Stair Mill vs Stairs for Aerobic Pace Workouts

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  • #13462
    Felipe Q
    Participant

    I have been working through the time crunched mountaineering training plan and have come to the longer aerobic pace hike/workouts. This involves sustaining heart rate in a prescribed zone for the entire length of the activity. Due to living in the flat lands, I have two options for this training, a stair mill machine in the gym which has a rolling staircase that you have to step up on, and real stairs which require ascending to the top of the building, about 250 feet, and then riding the elevator down and repeating.

    You have mentioned previously that real stairs are preferable to a stair machine due to the stairs falling away from you and reducing the effort required. I do notice that my sustainable pace on a stair machine is noticeably higher than when climbing real stairs which supports the fact that climbing real stairs is harder than riding a stair machine. The down side to using real stairs is the requirement to stop at the top after a 7-8 minute ascent, and then travel back down to the bottom for 2-3 minutes while my HR drops back down into the recovery zone.

    For a workout which requires a steady HR to be maintained for an extended period of time, my inclination is to do this on a machine which allows for an uninterrupted ascent and a steady HR for the prescribed period. I’m not sure though if the harder effort on real stairs may be preferable to machines in all types of workouts. There are “interval” type workouts built into the plan which require sustained work for a short period followed by rest periods in between. These lend themselves nicely to a real stair workout. Any guidance from the community would be appreciated.

  • Participant
    evan.piche on #21728

    My girlfriend (not a climber) thinks Iā€™m crazy for thinking about this shit. Thanks to everyone who contributed to this thread for making me feel less weird.

    Participant
    Adam Fern on #22055

    @vencislav.popov and @johnepearson

    With respect to your cited articles (thank you for linking those, btw) and Ph.D, I disagree that effective vertical gain on a stair mill is the same as real stairs (or hill) outside. I also disagree that the work done is relative to the stairs, not the earth. Granted, a large part of expended effort is just from mechanics of turning your legs over, but in terms of a purely physics perspective, stair mills are less “efficient” for racking up vert.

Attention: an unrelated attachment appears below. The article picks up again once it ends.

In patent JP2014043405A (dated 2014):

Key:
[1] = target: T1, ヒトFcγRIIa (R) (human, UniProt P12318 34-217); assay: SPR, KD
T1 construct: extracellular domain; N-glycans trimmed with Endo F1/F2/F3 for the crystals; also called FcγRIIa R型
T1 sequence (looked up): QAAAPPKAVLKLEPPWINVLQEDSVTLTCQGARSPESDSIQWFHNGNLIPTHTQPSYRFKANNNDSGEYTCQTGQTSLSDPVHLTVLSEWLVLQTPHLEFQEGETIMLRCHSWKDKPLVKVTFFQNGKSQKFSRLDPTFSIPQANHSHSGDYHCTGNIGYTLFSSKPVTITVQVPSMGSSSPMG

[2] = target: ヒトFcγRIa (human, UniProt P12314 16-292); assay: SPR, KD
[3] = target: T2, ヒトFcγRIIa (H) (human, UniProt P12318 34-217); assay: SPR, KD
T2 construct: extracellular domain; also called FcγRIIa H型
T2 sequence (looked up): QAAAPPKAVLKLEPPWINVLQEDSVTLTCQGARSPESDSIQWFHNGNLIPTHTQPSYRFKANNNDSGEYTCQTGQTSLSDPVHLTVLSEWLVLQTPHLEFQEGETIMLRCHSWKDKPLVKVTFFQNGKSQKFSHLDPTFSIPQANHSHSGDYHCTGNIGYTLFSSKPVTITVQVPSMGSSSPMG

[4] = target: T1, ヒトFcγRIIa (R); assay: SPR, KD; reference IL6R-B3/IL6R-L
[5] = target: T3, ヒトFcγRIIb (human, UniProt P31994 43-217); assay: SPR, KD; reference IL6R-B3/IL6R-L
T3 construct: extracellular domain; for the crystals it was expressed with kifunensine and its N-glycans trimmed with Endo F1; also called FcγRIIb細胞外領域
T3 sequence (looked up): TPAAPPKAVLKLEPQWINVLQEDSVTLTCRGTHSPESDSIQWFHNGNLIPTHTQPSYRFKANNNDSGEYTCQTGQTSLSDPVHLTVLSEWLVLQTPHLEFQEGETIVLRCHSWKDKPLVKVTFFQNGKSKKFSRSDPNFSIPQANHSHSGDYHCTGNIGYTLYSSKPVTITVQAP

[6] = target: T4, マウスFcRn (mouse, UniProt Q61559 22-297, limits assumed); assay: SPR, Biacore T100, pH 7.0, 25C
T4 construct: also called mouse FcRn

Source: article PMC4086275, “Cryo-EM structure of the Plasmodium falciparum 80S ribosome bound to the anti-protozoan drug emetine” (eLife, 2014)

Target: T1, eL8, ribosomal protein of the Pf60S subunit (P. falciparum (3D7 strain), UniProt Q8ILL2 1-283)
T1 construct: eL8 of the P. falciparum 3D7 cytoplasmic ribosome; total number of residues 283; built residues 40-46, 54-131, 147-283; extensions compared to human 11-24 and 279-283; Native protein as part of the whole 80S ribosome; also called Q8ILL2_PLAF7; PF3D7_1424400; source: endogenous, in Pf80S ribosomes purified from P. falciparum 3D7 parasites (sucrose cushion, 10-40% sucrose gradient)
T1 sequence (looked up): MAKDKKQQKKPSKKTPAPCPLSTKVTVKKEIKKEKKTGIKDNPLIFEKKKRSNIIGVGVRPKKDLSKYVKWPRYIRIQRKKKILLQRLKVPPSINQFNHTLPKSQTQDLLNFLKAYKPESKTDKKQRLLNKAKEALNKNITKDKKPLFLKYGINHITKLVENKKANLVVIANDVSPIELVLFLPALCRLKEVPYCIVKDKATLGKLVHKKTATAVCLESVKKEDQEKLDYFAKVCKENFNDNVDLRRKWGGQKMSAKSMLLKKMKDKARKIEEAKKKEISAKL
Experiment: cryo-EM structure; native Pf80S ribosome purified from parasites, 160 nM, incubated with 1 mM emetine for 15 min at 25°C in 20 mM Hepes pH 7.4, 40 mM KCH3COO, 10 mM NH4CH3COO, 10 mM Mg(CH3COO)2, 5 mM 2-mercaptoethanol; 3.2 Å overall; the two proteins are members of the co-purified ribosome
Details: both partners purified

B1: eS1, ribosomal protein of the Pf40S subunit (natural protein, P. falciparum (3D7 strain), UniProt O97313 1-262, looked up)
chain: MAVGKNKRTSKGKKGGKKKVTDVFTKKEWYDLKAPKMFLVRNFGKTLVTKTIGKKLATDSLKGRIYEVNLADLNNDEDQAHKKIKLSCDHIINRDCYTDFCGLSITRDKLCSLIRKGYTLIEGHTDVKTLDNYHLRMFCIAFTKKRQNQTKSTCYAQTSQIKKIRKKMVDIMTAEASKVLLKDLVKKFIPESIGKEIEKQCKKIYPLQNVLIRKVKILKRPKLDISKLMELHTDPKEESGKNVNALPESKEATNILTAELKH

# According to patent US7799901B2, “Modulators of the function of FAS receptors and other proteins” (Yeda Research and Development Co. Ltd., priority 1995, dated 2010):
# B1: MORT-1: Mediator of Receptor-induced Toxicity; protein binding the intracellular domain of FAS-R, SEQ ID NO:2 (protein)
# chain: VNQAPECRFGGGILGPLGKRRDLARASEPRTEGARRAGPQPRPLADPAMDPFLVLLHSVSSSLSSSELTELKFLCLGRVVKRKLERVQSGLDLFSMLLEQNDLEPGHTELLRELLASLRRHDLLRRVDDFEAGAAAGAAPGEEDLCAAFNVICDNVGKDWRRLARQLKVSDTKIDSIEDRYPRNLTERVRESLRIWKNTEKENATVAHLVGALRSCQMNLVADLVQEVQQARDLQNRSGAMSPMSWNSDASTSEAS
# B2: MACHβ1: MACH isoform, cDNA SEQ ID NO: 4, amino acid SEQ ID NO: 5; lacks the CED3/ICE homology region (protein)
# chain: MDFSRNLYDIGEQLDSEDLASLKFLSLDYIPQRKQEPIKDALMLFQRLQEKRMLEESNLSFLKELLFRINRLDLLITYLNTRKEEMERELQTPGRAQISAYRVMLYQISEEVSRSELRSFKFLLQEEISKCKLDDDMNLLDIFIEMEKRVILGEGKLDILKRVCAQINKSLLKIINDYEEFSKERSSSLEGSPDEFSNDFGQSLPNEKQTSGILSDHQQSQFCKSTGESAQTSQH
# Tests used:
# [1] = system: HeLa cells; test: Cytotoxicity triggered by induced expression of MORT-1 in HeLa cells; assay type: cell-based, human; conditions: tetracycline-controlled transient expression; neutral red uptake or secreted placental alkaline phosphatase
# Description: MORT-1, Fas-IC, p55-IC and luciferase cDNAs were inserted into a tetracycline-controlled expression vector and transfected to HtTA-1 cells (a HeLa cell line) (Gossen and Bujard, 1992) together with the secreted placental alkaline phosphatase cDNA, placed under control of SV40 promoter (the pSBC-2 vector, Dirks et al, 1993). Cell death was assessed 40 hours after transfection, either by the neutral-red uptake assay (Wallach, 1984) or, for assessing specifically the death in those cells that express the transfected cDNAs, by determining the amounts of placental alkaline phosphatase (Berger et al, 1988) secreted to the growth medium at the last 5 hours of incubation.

Work can be defined as a change in total energy, e.g. increasing potential energy by traveling uphill. If I climb 1000 meters up a hill, I have increased my potential energy by a factor of 1000 (m*g*1000 – m*g*0). In other words, my CG, my body, etc, has moved away from the center of the earth. On a stair mill (I’ve done a rough calculation at my own gym), in the time it takes me to take one 9″ step, the stair moves about 5″ down so my CG (measured at my chest) is raised 4″ with each step. (The remaining stair/body travel happens during the dead time when both feet are on the steps traveling downward.) To expand on this example, if I took 1000 9″ steps outside, I will have moved my CG 750′ away from the center of earth. Taking 1000 9″ steps on the stair mill equates to an equivalent CG gain of only 333′.

    As we all know, metabolic inefficiencies and human mechanics make this whole discussion quite contrived, and the actual physical work done represents a small amount of total (including chemical i.e. metabolic) energy expenditure.

    Love the discussion!
    Adam

    • This reply was modified 1 year, 8 months ago by Adam Fern.
    Participant
    Adam Fern on #22060

    @vencislav.popov and @johnepearson

    As I reread your posts and think about this more, I see the point you’re making. The reference frame of a stairmill/treadmill is moving, but it’s still Newtonian, i.e. not accelerating. Perhaps the argument I’m making would apply only if the stairs were accelerating away from you, rather than moving at a constant rate.

    The realization I had was by thinking about doing squats (just for example) in an elevator traveling down at a fixed speed. The amount of work I do, or the change in my CG w.r.t. to floor of the elevator is still positive, despite the elevator’s downward movement.

    Thanks for the alternate perspective. As a purist, I still don’t know if I’ll count vert on a stairmill as real vert, though! šŸ™‚

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